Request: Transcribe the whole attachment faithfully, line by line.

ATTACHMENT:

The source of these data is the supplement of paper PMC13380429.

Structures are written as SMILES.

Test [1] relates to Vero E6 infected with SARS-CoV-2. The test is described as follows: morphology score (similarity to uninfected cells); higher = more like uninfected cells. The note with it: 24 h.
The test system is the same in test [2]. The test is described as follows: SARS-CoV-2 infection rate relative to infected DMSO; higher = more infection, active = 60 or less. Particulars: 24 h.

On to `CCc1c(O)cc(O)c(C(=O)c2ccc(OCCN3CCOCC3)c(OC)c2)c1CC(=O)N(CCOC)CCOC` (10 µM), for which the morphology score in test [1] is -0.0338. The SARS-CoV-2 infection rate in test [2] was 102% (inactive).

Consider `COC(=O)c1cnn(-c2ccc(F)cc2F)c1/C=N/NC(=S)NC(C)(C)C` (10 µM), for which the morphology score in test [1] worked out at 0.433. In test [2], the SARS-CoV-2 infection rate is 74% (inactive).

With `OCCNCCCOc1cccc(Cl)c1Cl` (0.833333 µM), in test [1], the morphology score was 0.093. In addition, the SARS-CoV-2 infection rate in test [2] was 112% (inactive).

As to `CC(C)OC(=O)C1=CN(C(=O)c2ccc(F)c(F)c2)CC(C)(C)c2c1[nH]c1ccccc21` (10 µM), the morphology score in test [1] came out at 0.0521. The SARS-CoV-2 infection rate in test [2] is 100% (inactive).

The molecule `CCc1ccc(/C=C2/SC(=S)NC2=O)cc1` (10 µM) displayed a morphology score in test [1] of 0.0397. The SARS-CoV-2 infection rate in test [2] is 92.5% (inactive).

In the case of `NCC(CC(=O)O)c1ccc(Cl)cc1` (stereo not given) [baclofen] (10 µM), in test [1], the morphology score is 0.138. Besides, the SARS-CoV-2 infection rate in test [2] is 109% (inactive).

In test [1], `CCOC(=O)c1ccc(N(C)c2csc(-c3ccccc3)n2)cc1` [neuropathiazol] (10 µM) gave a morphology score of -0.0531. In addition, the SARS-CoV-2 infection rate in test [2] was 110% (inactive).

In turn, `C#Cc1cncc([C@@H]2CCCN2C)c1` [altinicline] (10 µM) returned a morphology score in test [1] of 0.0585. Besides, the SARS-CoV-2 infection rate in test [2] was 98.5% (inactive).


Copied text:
The source of these data is the supplement of paper PMC13380429.

Structures are written as SMILES.

Test [1] relates to Vero E6 infected with SARS-CoV-2. The test is described as follows: morphology score (similarity to uninfected cells); higher = more like uninfected cells. The note with it: 24 h.
The test system is the same in test [2]. The test is described as follows: SARS-CoV-2 infection rate relative to infected DMSO; higher = more infection, active = 60 or less. Particulars: 24 h.

On to `CCc1c(O)cc(O)c(C(=O)c2ccc(OCCN3CCOCC3)c(OC)c2)c1CC(=O)N(CCOC)CCOC` (10 µM), for which the morphology score in test [1] is -0.0338. The SARS-CoV-2 infection rate in test [2] was 102% (inactive).

Consider `COC(=O)c1cnn(-c2ccc(F)cc2F)c1/C=N/NC(=S)NC(C)(C)C` (10 µM), for which the morphology score in test [1] worked out at 0.433. In test [2], the SARS-CoV-2 infection rate is 74% (inactive).

With `OCCNCCCOc1cccc(Cl)c1Cl` (0.833333 µM), in test [1], the morphology score was 0.093. In addition, the SARS-CoV-2 infection rate in test [2] was 112% (inactive).

As to `CC(C)OC(=O)C1=CN(C(=O)c2ccc(F)c(F)c2)CC(C)(C)c2c1[nH]c1ccccc21` (10 µM), the morphology score in test [1] came out at 0.0521. The SARS-CoV-2 infection rate in test [2] is 100% (inactive).

The molecule `CCc1ccc(/C=C2/SC(=S)NC2=O)cc1` (10 µM) displayed a morphology score in test [1] of 0.0397. The SARS-CoV-2 infection rate in test [2] is 92.5% (inactive).

In the case of `NCC(CC(=O)O)c1ccc(Cl)cc1` (stereo not given) [baclofen] (10 µM), in test [1], the morphology score is 0.138. Besides, the SARS-CoV-2 infection rate in test [2] is 109% (inactive).

In test [1], `CCOC(=O)c1ccc(N(C)c2csc(-c3ccccc3)n2)cc1` [neuropathiazol] (10 µM) gave a morphology score of -0.0531. In addition, the SARS-CoV-2 infection rate in test [2] was 110% (inactive).

In turn, `C#Cc1cncc([C@@H]2CCCN2C)c1` [altinicline] (10 µM) returned a morphology score in test [1] of 0.0585. Besides, the SARS-CoV-2 infection rate in test [2] was 98.5% (inactive).